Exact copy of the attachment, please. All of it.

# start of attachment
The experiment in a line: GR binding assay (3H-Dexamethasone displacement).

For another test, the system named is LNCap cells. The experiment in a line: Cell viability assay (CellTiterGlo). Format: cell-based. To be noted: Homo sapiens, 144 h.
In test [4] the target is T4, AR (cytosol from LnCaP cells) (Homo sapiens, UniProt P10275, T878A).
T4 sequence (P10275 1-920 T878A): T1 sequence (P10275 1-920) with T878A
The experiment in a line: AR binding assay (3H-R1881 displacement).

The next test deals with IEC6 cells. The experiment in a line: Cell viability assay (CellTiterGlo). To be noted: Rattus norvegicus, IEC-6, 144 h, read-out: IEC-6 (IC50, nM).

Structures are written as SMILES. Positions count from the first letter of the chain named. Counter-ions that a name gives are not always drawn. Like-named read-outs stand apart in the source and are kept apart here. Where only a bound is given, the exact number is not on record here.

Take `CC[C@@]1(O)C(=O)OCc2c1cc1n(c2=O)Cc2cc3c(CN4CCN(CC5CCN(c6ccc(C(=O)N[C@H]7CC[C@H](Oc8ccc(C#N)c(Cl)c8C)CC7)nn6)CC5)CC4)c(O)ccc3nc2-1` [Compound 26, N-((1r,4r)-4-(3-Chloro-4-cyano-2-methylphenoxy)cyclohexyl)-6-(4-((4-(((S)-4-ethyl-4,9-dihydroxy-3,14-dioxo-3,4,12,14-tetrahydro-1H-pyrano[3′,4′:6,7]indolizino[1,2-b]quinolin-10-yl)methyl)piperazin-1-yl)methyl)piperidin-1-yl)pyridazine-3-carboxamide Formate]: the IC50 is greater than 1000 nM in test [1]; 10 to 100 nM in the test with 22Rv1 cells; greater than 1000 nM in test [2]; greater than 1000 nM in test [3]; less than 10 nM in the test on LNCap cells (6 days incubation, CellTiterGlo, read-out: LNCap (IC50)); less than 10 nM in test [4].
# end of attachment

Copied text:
The experiment in a line: GR binding assay (3H-Dexamethasone displacement).

For another test, the system named is LNCap cells. The experiment in a line: Cell viability assay (CellTiterGlo). Format: cell-based. To be noted: Homo sapiens, 144 h.
In test [4] the target is T4, AR (cytosol from LnCaP cells) (Homo sapiens, UniProt P10275, T878A).
T4 sequence (P10275 1-920 T878A): T1 sequence (P10275 1-920) with T878A
The experiment in a line: AR binding assay (3H-R1881 displacement).

The next test deals with IEC6 cells. The experiment in a line: Cell viability assay (CellTiterGlo). To be noted: Rattus norvegicus, IEC-6, 144 h, read-out: IEC-6 (IC50, nM).

Structures are written as SMILES. Positions count from the first letter of the chain named. Counter-ions that a name gives are not always drawn. Like-named read-outs stand apart in the source and are kept apart here. Where only a bound is given, the exact number is not on record here.

Take `CC[C@@]1(O)C(=O)OCc2c1cc1n(c2=O)Cc2cc3c(CN4CCN(CC5CCN(c6ccc(C(=O)N[C@H]7CC[C@H](Oc8ccc(C#N)c(Cl)c8C)CC7)nn6)CC5)CC4)c(O)ccc3nc2-1` [Compound 26, N-((1r,4r)-4-(3-Chloro-4-cyano-2-methylphenoxy)cyclohexyl)-6-(4-((4-(((S)-4-ethyl-4,9-dihydroxy-3,14-dioxo-3,4,12,14-tetrahydro-1H-pyrano[3′,4′:6,7]indolizino[1,2-b]quinolin-10-yl)methyl)piperazin-1-yl)methyl)piperidin-1-yl)pyridazine-3-carboxamide Formate]: the IC50 is greater than 1000 nM in test [1]; 10 to 100 nM in the test with 22Rv1 cells; greater than 1000 nM in test [2]; greater than 1000 nM in test [3]; less than 10 nM in the test on LNCap cells (6 days incubation, CellTiterGlo, read-out: LNCap (IC50)); less than 10 nM in test [4].